Stamped: Racism, Antiracism, and You by Ibram X. Kendi and Jason Reynolds
A “remix” of the National Book Award-winning book Stamped from the Beginning by Ibram X Kendi, this audiobook sees Kendi teaming up with YA author Jason Reynolds to reveal the history of anti-Black racism in America and inspire hope for an antiracist future. Length: 4 hours and 11 minutes

In the Black by B. Denham Jolly
This book lays out writer B. Denham Jolly’s personal and professional struggles in Canada as a Jamaican student who went on to become a high school teacher before entering the nursing and retirement-home business. As an advocate for the Black community, he also fought a long battle to get a license for a Black-owned radio station in Toronto, eventually launching it in 2001. Length: 8 hours and 39 minutes

They Call Me George by Cecil Foster
This untold story about the birth of modern Canada shares the experiences of Black train porters whose minority status rendered them “politically invisible and second-class in the social imagination that determined who was and who was not considered Canadian.” Length: 12 hours and 56 minutes

You Can’t Touch My Hair by Phoebe Robinson
This essay collection about race, gender and pop culture from comedian and 2 Dope Queens podcaster Phoebe Robinson is as hilarious as it is political and poignant. Length: 7 hours and 41 minutes

Raising White Kids by Jennifer Harvey
For parents questioning how (and when) to speak to their children about race, this book is an important tool, written for families, churches, educators and communities who want to “equip their children to be active and able participants in a society that is becoming one of the most racially diverse in the world while remaining full of racial tensions.” Length: 8 hours, 59 minutes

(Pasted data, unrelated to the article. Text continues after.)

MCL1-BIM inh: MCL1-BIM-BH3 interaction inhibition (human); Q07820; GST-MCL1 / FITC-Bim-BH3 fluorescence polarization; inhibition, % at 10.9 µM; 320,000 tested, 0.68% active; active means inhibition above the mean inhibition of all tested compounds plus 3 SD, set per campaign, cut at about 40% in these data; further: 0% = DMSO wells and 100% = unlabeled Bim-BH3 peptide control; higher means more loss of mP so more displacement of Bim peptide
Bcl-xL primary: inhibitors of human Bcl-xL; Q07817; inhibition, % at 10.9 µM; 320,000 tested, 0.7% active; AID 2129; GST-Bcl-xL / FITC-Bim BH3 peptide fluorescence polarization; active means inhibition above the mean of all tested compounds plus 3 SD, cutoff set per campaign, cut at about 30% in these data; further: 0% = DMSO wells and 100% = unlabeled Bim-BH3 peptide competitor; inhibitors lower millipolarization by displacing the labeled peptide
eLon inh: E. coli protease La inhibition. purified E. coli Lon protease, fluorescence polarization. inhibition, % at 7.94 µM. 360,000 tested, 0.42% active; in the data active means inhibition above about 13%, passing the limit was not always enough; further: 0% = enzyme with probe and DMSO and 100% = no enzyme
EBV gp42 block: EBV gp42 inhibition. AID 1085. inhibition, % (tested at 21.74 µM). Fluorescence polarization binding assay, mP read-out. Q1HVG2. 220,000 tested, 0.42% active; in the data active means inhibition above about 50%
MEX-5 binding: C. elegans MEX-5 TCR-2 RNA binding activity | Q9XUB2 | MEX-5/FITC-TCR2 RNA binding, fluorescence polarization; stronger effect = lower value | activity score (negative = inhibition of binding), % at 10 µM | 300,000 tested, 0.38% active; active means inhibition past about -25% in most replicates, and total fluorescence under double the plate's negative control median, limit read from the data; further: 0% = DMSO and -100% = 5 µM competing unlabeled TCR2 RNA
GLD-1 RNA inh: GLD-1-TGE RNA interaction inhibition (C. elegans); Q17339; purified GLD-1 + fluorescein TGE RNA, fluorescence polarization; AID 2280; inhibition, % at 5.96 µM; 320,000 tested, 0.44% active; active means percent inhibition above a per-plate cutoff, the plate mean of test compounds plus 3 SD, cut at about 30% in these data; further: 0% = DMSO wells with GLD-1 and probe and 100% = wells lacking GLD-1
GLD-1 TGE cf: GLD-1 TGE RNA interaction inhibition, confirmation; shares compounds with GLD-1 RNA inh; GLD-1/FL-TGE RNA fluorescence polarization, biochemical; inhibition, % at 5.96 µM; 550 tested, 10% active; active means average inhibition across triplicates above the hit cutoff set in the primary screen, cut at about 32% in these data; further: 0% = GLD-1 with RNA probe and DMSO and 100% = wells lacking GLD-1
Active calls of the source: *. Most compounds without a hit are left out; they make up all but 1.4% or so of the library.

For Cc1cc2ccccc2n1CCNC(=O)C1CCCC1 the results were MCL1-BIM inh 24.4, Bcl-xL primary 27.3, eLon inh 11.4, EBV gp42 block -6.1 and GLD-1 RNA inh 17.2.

Sister Outsider by Audre Lorde
Presenting the essential writings of Black lesbian poet and feminist writer Audre Lorde, this collection of fifteen essays and speeches takes on everything from racism and sexism to ageism and homophobia. Length: 7 hours, 32 minutes

How To Be An Antiracist by Ibram X Kendi
In this audiobook, author and historian Ibram X Kendi helps listeners work through antiracist ideas to help “see all forms of racism clearly, understand their poisonous consequences, and work to oppose them in our systems and in ourselves.” Length: 10 hours and 43 minutes

So You Want to Talk About Race by Ijeoma Oluo
Addressing issues as privilege, police brutality, intersectionality, micro-aggressions and more, this book by writer Ijeoma Oluo helps to bridge the gap between people of colour and white Americans struggling with race complexities. Length: 7 hours and 41 minutes